Serotonin depletion during embryogenesis has been shown previously to retard the growth of the olfactory and accessory lobes of the lobster deutocerebrum (Benton et al., 1997). The present study was undertaken to determine whether morphological changes in the interneurons innervating these lobes contribute to this growth retardation. We examined the effects of in vivo serotonin depletion using 5,7-dihydroxytryptamine (5,7-DHT) on the morphology of the olfactory projection neurons, one of two major classes of interneurons that innervate both lobes. Intracellular dye fills of olfactory projection neurons in normal embryos showed that each neuron extensively innervates either the olfactory or accessory lobe before projecting to neuropil regions in the protocerebrum. In embryos injected with 5,7-DHT, however, the deutocerebral arbors of 13.5% of the olfactory projection neurons examined were either markedly reduced compared with normal neurons or absent. Affected neurons also exhibited a number of additional aberrant morphological features suggesting that these neurons represent cells that were affected during their initial morphogenesis. Olfactory projection neurons with aberrant morphologies were also encountered, although less frequently (7.5% of the neurons examined), in control (sham-injected) embryos indicating that the sham injections can affect the development of the brain. This observation provides insights into the nature of effects seen in control embryos in previous experiments (Benton et al., 1997). The results of the present study indicate that in vivo serotonin depletion inhibits the branching of olfactory projection neurons and suggest, therefore, that one of the functions of serotonin during normal development is to promote the ingrowth of these neurons into the deutocerebral neuropils.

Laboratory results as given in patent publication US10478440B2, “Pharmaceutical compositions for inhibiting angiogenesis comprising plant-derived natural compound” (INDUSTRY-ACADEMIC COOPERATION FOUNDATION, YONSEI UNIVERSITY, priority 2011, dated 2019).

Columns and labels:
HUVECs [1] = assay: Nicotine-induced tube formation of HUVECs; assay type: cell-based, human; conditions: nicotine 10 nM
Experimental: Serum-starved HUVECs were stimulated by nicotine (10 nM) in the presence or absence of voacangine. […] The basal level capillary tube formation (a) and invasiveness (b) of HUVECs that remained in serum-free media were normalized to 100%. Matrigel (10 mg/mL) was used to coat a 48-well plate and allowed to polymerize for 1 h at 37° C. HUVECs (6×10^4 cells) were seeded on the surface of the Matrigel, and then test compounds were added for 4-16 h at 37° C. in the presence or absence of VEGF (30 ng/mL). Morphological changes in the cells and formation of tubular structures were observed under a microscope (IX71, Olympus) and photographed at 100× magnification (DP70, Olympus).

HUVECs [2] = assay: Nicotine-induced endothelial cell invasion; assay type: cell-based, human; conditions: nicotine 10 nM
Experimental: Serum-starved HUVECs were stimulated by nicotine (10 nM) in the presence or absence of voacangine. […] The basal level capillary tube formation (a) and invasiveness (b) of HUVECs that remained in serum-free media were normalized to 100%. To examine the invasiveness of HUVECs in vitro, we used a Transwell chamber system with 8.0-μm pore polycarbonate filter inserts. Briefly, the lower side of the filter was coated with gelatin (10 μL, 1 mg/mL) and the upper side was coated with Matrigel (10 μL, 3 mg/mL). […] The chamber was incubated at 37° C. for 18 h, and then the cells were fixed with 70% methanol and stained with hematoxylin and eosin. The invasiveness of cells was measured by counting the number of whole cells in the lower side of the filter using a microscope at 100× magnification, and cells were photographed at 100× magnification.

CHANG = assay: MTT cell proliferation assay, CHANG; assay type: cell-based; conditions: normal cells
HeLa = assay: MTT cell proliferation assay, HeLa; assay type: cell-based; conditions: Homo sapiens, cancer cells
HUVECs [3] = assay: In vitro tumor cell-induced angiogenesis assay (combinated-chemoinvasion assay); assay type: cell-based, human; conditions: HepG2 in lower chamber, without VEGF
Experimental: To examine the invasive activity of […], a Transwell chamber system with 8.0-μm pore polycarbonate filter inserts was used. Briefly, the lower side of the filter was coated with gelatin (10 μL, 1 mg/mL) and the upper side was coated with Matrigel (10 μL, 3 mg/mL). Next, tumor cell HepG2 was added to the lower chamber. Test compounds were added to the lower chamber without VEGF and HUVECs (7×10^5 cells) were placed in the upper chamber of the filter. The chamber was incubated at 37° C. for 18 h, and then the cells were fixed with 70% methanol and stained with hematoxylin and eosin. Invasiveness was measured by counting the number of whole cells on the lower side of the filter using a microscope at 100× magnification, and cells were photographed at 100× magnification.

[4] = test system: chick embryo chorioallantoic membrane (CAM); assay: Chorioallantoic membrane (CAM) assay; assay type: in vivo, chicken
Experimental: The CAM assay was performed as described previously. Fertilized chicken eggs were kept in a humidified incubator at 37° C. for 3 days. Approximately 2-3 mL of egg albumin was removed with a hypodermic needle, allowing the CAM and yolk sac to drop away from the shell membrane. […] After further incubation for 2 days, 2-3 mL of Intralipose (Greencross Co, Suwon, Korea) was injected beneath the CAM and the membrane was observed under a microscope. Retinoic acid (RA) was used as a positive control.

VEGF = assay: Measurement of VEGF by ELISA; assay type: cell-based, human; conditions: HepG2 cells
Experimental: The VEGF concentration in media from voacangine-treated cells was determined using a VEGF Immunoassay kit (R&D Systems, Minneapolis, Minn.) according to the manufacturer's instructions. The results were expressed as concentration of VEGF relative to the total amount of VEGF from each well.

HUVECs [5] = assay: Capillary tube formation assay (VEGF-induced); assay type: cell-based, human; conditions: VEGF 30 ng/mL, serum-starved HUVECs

|Original language||English (US)|
|Number of pages||6|
|Journal||Journal of Neuroscience|
|State||Published - Oct 15 2000|
- Homarus americanus
- Olfactory projection neuron
ASJC Scopus subject areas